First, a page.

Senate Journal 1820-21 (30-28907-P020B.pdf)
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gentlemen of the Senate & of the House of Representatives came in & laid upon the table the following message from the Governor.
The political connection [?], which had so long subsisted [?] between Massachusetts and Maine being dissolved, it is a source of much satisfaction to reflect that the measures, adopted for its accomplishment, have effected the object in the most friendly manner. A great and powerful commonwealth voluntarily yielding up her jurisdiction over a large portion of her citizens and territory over whom she held an undisputed and rightful sovereignty : these citizens peaceably and quietly forming themselves into a new and independent state, framing and adapting with an unexampled harmony and unanimity. A constitution embracing all the essential principles of liberty and good government; these are events which constitute a memorable era in the History of our State - wants [?], for which you no doubt, as well as our fellow citizens in general will acknowledge with gratitude that divine goodness which directs and controls the concerns of men. The act of Massachusetts assenting to the formation of the District of Maine into a separate and independent State, also provides for the division of the public property. Although a large majority of the Legislative body which passed that act, was constituted of members from Massachusetts proper, who thus had it in their power to dictate the terms ; the principles of division as settled by them are so equitable and just that they have received the general approbation [?]. By this connect [?] and wise course of policy, the executive and legislative departments of that government have laid the foundation of a lasting harmony between the two States. Assembled for the purpose of performing the first acts of legislation, on you is devolved the arduous and important duty of devising and maturing, and perfecting a system of wise, equal and wholesome laws. nor is the responsibility and difficulty of your sit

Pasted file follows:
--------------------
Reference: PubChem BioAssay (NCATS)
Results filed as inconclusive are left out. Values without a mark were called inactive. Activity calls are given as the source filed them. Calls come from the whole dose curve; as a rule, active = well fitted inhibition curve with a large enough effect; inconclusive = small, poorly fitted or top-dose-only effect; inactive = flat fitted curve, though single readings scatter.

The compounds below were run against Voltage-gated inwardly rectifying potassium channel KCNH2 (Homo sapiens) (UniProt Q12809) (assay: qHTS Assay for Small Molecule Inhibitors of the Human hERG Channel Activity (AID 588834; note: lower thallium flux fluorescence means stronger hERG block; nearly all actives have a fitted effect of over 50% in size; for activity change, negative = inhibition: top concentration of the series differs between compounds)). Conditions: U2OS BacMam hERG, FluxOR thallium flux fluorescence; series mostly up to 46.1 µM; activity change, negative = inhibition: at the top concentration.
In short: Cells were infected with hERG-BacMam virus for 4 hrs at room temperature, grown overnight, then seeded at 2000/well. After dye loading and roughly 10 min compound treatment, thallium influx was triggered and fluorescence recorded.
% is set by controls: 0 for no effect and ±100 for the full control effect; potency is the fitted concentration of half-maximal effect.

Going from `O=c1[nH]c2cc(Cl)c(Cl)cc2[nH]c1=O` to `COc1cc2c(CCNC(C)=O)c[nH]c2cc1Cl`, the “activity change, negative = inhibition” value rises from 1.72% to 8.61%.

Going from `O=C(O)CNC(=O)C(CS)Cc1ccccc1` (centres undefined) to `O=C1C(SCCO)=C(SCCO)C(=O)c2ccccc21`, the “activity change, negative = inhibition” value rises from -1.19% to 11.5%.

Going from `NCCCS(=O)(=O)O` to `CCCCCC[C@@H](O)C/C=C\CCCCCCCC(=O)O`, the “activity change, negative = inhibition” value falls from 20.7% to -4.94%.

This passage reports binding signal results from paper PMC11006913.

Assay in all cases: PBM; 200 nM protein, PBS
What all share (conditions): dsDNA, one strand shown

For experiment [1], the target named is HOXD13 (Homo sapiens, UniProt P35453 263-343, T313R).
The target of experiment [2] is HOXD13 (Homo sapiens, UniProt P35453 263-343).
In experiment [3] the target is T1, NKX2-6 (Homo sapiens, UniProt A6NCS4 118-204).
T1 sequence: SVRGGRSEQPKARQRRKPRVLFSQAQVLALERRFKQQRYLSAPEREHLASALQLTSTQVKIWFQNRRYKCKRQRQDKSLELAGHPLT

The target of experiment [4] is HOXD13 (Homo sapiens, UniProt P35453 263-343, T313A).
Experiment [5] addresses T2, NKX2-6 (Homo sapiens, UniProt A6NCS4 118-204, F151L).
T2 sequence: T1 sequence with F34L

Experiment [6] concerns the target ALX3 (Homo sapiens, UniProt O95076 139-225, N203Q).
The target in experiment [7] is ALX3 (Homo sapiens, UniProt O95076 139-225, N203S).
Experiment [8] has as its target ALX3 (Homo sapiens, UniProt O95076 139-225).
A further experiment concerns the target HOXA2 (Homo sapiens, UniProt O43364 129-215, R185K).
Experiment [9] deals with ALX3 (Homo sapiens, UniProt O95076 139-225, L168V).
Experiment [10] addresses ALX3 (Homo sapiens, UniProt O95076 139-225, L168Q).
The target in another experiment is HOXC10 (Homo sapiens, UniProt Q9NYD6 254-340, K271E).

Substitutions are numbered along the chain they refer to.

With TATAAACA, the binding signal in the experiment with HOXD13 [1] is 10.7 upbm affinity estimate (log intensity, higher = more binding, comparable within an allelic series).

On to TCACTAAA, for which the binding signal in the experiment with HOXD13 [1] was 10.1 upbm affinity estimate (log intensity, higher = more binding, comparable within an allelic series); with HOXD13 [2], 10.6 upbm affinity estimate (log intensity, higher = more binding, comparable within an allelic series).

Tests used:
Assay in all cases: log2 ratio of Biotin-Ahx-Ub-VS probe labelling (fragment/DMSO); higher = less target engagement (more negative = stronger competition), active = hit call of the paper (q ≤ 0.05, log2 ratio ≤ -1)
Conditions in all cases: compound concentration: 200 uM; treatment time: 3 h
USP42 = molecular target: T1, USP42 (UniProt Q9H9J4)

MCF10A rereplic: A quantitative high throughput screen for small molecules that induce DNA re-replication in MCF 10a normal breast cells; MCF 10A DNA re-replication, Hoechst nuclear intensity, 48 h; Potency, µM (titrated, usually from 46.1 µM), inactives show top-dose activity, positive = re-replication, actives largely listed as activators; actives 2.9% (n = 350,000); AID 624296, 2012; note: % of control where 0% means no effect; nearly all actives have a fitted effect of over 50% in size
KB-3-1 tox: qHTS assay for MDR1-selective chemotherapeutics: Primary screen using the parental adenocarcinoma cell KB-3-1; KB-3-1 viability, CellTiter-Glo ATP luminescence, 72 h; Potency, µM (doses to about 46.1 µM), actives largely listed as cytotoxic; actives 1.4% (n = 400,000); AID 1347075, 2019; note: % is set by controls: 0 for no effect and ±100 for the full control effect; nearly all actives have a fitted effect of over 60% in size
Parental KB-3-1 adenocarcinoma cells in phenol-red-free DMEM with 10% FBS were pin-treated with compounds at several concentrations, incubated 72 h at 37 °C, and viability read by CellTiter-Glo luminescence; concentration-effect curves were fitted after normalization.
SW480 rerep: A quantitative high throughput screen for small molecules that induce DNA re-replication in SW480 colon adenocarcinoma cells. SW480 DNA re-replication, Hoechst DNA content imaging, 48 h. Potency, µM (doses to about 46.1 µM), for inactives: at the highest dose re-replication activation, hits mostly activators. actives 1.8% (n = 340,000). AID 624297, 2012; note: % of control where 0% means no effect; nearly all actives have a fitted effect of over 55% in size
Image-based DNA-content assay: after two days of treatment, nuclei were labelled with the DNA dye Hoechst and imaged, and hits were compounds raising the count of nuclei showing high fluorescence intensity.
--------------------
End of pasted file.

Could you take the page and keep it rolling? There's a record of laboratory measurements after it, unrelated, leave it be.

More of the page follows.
Description: The Journal of the Senate documents the proceedings in the chamber, including actions taken on bills, petitions and reports from committees read, and votes taken. The journals are not transcripts and therefore do not include floor speeches that are found in the modern Legislative Records.
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